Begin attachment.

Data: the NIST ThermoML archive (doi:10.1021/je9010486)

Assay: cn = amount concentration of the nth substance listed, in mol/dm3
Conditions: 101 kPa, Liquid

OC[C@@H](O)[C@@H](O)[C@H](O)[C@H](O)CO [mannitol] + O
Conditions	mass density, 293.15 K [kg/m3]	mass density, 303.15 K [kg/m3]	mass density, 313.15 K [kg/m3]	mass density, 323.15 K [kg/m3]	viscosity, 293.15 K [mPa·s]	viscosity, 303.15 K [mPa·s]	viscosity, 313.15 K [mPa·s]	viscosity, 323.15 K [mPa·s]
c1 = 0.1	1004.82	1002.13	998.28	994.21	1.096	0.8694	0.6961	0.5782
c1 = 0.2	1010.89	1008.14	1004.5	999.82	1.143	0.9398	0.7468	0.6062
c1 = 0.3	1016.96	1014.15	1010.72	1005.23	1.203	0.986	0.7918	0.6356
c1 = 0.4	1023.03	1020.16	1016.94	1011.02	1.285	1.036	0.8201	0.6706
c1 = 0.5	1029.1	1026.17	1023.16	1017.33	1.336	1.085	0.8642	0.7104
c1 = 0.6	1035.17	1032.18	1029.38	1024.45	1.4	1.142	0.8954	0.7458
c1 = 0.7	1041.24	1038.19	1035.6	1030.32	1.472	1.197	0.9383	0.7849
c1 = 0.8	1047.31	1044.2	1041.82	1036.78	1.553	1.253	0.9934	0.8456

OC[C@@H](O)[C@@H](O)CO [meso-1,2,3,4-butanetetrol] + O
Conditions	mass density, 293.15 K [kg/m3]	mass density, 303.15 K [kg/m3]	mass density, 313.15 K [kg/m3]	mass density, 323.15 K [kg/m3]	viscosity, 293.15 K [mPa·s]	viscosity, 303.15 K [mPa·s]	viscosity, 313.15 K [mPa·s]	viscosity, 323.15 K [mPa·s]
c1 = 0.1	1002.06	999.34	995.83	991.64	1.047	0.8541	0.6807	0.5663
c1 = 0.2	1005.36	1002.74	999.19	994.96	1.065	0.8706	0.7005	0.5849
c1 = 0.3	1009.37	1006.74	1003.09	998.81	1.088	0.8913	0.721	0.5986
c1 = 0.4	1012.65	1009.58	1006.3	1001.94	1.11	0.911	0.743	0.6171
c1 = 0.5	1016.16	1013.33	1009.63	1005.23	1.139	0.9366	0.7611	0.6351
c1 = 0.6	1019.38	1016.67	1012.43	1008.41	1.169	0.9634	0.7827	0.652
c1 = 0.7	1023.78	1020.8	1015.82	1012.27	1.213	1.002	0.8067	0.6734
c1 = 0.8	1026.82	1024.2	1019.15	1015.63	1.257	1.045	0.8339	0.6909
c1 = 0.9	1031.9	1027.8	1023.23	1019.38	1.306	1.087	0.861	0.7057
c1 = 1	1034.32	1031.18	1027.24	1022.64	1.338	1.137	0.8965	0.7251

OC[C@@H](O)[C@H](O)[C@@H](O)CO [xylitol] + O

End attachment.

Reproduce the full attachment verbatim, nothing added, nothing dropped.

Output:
Data: the NIST ThermoML archive (doi:10.1021/je9010486)

Assay: cn = amount concentration of the nth substance listed, in mol/dm3
Conditions: 101 kPa, Liquid

OC[C@@H](O)[C@@H](O)[C@H](O)[C@H](O)CO [mannitol] + O
Conditions	mass density, 293.15 K [kg/m3]	mass density, 303.15 K [kg/m3]	mass density, 313.15 K [kg/m3]	mass density, 323.15 K [kg/m3]	viscosity, 293.15 K [mPa·s]	viscosity, 303.15 K [mPa·s]	viscosity, 313.15 K [mPa·s]	viscosity, 323.15 K [mPa·s]
c1 = 0.1	1004.82	1002.13	998.28	994.21	1.096	0.8694	0.6961	0.5782
c1 = 0.2	1010.89	1008.14	1004.5	999.82	1.143	0.9398	0.7468	0.6062
c1 = 0.3	1016.96	1014.15	1010.72	1005.23	1.203	0.986	0.7918	0.6356
c1 = 0.4	1023.03	1020.16	1016.94	1011.02	1.285	1.036	0.8201	0.6706
c1 = 0.5	1029.1	1026.17	1023.16	1017.33	1.336	1.085	0.8642	0.7104
c1 = 0.6	1035.17	1032.18	1029.38	1024.45	1.4	1.142	0.8954	0.7458
c1 = 0.7	1041.24	1038.19	1035.6	1030.32	1.472	1.197	0.9383	0.7849
c1 = 0.8	1047.31	1044.2	1041.82	1036.78	1.553	1.253	0.9934	0.8456

OC[C@@H](O)[C@@H](O)CO [meso-1,2,3,4-butanetetrol] + O
Conditions	mass density, 293.15 K [kg/m3]	mass density, 303.15 K [kg/m3]	mass density, 313.15 K [kg/m3]	mass density, 323.15 K [kg/m3]	viscosity, 293.15 K [mPa·s]	viscosity, 303.15 K [mPa·s]	viscosity, 313.15 K [mPa·s]	viscosity, 323.15 K [mPa·s]
c1 = 0.1	1002.06	999.34	995.83	991.64	1.047	0.8541	0.6807	0.5663
c1 = 0.2	1005.36	1002.74	999.19	994.96	1.065	0.8706	0.7005	0.5849
c1 = 0.3	1009.37	1006.74	1003.09	998.81	1.088	0.8913	0.721	0.5986
c1 = 0.4	1012.65	1009.58	1006.3	1001.94	1.11	0.911	0.743	0.6171
c1 = 0.5	1016.16	1013.33	1009.63	1005.23	1.139	0.9366	0.7611	0.6351
c1 = 0.6	1019.38	1016.67	1012.43	1008.41	1.169	0.9634	0.7827	0.652
c1 = 0.7	1023.78	1020.8	1015.82	1012.27	1.213	1.002	0.8067	0.6734
c1 = 0.8	1026.82	1024.2	1019.15	1015.63	1.257	1.045	0.8339	0.6909
c1 = 0.9	1031.9	1027.8	1023.23	1019.38	1.306	1.087	0.861	0.7057
c1 = 1	1034.32	1031.18	1027.24	1022.64	1.338	1.137	0.8965	0.7251

OC[C@@H](O)[C@H](O)[C@@H](O)CO [xylitol] + O